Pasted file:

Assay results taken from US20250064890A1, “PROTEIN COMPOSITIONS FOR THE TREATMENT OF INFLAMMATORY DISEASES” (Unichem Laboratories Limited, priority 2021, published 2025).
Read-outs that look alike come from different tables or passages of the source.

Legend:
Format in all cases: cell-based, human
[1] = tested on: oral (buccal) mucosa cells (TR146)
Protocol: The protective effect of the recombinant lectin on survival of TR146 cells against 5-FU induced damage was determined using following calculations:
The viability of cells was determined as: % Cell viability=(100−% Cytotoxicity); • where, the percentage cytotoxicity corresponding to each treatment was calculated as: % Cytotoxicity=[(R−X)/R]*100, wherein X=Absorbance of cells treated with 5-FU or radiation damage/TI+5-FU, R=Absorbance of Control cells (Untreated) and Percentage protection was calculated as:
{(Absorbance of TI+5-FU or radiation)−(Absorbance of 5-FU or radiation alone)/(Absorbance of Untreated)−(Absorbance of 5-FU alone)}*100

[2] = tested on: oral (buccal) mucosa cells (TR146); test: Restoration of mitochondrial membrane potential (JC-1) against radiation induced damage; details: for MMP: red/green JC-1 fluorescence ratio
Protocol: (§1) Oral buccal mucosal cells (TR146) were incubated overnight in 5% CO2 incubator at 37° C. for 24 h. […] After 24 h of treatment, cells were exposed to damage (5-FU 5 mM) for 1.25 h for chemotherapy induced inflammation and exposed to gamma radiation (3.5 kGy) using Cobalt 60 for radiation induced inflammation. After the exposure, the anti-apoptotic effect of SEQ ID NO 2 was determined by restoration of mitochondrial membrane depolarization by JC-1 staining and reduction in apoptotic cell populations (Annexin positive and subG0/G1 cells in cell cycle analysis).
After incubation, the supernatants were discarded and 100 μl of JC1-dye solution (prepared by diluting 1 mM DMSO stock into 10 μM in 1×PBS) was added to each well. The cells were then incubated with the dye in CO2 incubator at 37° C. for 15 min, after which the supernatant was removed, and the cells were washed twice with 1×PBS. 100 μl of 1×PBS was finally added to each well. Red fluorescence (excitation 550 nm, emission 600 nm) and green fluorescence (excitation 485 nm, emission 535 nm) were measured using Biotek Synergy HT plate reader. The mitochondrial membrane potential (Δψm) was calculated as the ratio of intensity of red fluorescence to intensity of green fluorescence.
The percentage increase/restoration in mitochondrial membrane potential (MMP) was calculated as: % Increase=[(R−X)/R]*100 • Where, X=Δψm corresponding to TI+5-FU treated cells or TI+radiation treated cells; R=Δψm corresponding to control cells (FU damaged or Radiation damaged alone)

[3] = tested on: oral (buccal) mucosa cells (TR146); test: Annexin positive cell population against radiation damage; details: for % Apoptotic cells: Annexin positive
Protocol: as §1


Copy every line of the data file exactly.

Assay results taken from US20250064890A1, “PROTEIN COMPOSITIONS FOR THE TREATMENT OF INFLAMMATORY DISEASES” (Unichem Laboratories Limited, priority 2021, published 2025).
Read-outs that look alike come from different tables or passages of the source.

Legend:
Format in all cases: cell-based, human
[1] = tested on: oral (buccal) mucosa cells (TR146)
Protocol: The protective effect of the recombinant lectin on survival of TR146 cells against 5-FU induced damage was determined using following calculations:
The viability of cells was determined as: % Cell viability=(100−% Cytotoxicity); • where, the percentage cytotoxicity corresponding to each treatment was calculated as: % Cytotoxicity=[(R−X)/R]*100, wherein X=Absorbance of cells treated with 5-FU or radiation damage/TI+5-FU, R=Absorbance of Control cells (Untreated) and Percentage protection was calculated as:
{(Absorbance of TI+5-FU or radiation)−(Absorbance of 5-FU or radiation alone)/(Absorbance of Untreated)−(Absorbance of 5-FU alone)}*100

[2] = tested on: oral (buccal) mucosa cells (TR146); test: Restoration of mitochondrial membrane potential (JC-1) against radiation induced damage; details: for MMP: red/green JC-1 fluorescence ratio
Protocol: (§1) Oral buccal mucosal cells (TR146) were incubated overnight in 5% CO2 incubator at 37° C. for 24 h. […] After 24 h of treatment, cells were exposed to damage (5-FU 5 mM) for 1.25 h for chemotherapy induced inflammation and exposed to gamma radiation (3.5 kGy) using Cobalt 60 for radiation induced inflammation. After the exposure, the anti-apoptotic effect of SEQ ID NO 2 was determined by restoration of mitochondrial membrane depolarization by JC-1 staining and reduction in apoptotic cell populations (Annexin positive and subG0/G1 cells in cell cycle analysis).
After incubation, the supernatants were discarded and 100 μl of JC1-dye solution (prepared by diluting 1 mM DMSO stock into 10 μM in 1×PBS) was added to each well. The cells were then incubated with the dye in CO2 incubator at 37° C. for 15 min, after which the supernatant was removed, and the cells were washed twice with 1×PBS. 100 μl of 1×PBS was finally added to each well. Red fluorescence (excitation 550 nm, emission 600 nm) and green fluorescence (excitation 485 nm, emission 535 nm) were measured using Biotek Synergy HT plate reader. The mitochondrial membrane potential (Δψm) was calculated as the ratio of intensity of red fluorescence to intensity of green fluorescence.
The percentage increase/restoration in mitochondrial membrane potential (MMP) was calculated as: % Increase=[(R−X)/R]*100 • Where, X=Δψm corresponding to TI+5-FU treated cells or TI+radiation treated cells; R=Δψm corresponding to control cells (FU damaged or Radiation damaged alone)

[3] = tested on: oral (buccal) mucosa cells (TR146); test: Annexin positive cell population against radiation damage; details: for % Apoptotic cells: Annexin positive
Protocol: as §1